Drug–drug interactions (DDIs) represent a significant concern in healthcare, particularly for patients undergoing polytherapy. DDIs can lead to a range of outcomes, from decreased therapeutic effectiveness to adverse effects. Salbutamol, a bronchodilator recommended for the treatment of respiratory diseases, is metabolized by cytochrome P450 (CYP) enzymes, which can be inhibited or induced by co-administered drugs. Studying DDIs involving salbutamol is crucial for optimizing drug therapy and preventing adverse outcomes. Here, we aimed to investigate CYP-mediated DDIs between salbutamol and fluvoxamine through in silico approaches. The physiologically based pharmacokinetic (PBPK) model of salbutamol was developed and validated using available clinical PK data, whereas the PBPK model of fluvoxamine was previously verified by GastroPlus. Salbutamol–fluvoxamine interaction was simulated according to different regimens and patient’s characteristics (age and physiological status). The results demonstrated that co-administering salbutamol with fluvoxamine enhanced salbutamol exposure in certain situations, especially when fluvoxamine dosage increased. To sum up, this study demonstrated the utility of PBPK modeling in predicting CYP-mediated DDIs, making it a pioneer in PK DDI research. Furthermore, this study provided insights into the relevance of regular monitoring of patients taking multiple medications, regardless of their characteristics, to prevent adverse outcomes and for the optimization of the therapeutic regimen, in cases where the therapeutic benefit is no longer experienced.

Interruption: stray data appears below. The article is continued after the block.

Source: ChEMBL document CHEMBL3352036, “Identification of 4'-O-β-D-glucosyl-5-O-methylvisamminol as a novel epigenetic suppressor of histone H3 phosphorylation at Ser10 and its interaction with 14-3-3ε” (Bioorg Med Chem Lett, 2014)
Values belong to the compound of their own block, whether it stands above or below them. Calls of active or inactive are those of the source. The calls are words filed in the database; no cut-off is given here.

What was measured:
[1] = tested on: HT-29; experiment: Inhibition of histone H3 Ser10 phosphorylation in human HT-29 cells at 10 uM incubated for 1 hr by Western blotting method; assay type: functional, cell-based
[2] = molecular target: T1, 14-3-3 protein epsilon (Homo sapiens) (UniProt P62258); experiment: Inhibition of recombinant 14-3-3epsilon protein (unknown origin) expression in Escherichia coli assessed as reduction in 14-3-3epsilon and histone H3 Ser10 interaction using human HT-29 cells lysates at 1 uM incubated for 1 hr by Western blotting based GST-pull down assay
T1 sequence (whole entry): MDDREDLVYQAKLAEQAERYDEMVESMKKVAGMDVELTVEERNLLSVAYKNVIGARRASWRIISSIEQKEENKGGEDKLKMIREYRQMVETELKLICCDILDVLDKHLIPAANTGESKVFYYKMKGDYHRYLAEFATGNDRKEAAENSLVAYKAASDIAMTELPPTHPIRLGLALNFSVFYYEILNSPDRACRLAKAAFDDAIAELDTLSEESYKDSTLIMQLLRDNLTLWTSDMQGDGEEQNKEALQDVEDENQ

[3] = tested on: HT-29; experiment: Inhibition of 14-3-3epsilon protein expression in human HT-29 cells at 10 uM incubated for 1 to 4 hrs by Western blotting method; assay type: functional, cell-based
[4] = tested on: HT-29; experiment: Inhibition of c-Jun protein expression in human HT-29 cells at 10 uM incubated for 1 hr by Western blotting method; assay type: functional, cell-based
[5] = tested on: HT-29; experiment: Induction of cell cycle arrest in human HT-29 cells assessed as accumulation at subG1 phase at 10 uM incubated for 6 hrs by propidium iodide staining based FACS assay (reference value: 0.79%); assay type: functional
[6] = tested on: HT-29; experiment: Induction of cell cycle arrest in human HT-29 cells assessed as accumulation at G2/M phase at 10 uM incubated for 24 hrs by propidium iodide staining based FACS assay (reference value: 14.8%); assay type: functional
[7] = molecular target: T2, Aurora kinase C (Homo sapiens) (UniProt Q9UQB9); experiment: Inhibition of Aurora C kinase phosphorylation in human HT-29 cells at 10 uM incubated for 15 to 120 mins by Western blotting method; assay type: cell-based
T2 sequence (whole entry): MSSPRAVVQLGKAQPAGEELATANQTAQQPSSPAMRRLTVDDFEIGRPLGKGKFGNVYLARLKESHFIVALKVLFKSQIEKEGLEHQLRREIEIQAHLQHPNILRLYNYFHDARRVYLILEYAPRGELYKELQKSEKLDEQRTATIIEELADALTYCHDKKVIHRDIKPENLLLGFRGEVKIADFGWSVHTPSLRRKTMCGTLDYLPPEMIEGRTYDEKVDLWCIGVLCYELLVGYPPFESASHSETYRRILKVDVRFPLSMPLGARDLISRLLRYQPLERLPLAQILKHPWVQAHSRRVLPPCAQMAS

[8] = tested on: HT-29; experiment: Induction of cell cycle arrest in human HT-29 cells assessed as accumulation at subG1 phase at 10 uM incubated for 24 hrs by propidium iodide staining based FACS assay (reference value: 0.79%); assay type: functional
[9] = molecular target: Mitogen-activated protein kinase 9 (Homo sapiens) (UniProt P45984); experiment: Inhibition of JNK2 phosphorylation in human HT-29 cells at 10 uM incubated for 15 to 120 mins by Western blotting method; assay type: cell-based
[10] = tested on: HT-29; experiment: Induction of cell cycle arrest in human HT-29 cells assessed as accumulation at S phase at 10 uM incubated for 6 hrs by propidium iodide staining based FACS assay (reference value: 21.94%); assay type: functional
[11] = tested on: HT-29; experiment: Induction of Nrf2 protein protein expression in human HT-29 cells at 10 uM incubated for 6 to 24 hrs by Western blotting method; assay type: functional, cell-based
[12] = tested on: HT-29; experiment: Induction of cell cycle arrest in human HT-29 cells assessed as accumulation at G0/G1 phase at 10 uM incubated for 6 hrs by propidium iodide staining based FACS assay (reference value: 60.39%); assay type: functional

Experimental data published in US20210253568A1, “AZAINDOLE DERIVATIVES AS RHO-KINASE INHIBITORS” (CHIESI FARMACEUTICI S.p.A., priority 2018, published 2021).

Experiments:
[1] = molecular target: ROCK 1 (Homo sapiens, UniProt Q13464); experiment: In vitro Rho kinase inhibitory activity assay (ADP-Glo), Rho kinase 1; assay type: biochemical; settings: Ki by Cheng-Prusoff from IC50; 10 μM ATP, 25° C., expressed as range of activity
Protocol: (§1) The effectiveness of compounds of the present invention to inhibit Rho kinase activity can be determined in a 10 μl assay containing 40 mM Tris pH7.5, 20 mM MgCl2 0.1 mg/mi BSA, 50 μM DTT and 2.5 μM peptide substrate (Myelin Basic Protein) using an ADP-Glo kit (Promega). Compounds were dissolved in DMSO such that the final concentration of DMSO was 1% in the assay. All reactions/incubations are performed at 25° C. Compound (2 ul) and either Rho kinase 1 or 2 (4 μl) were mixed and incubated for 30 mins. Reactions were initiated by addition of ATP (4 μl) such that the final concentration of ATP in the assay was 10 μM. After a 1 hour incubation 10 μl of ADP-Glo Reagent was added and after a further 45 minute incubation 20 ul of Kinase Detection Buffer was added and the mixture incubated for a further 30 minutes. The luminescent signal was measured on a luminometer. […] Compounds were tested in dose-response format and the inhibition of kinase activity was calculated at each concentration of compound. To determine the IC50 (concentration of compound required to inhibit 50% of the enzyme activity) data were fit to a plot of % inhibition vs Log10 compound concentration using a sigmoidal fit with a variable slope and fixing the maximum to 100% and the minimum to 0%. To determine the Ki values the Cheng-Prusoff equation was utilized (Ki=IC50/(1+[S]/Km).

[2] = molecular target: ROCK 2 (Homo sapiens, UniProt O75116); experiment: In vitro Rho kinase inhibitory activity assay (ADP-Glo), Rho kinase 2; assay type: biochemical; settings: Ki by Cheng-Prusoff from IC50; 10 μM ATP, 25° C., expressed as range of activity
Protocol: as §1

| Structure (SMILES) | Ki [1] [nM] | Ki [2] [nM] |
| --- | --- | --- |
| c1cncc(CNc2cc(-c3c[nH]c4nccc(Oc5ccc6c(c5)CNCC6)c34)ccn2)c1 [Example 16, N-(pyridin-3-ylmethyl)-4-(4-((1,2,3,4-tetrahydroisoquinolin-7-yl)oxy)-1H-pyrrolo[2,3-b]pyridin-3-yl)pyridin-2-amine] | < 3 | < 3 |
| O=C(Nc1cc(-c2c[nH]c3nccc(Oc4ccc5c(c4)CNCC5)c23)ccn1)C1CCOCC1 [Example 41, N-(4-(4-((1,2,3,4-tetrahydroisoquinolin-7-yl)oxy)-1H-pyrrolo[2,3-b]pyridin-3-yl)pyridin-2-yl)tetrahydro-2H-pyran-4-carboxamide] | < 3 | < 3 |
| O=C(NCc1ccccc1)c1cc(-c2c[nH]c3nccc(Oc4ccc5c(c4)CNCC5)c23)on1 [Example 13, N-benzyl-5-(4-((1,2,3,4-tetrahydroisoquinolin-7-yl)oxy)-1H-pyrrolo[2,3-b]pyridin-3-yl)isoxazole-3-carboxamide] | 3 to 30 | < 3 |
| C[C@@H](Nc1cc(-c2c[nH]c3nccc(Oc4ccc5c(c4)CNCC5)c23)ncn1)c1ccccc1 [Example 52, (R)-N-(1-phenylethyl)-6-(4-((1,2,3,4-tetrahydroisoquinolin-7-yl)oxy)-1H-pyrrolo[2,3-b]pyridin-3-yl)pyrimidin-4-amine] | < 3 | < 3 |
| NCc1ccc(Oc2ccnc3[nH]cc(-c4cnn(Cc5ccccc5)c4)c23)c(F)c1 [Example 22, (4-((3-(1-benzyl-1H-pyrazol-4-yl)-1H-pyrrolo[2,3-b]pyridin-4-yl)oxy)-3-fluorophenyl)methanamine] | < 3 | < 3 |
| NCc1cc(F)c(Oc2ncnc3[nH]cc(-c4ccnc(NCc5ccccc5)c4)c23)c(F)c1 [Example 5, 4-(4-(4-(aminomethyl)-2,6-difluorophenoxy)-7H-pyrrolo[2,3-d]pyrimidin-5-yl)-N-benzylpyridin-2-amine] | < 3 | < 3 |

By Lara Marques & Nuno Vale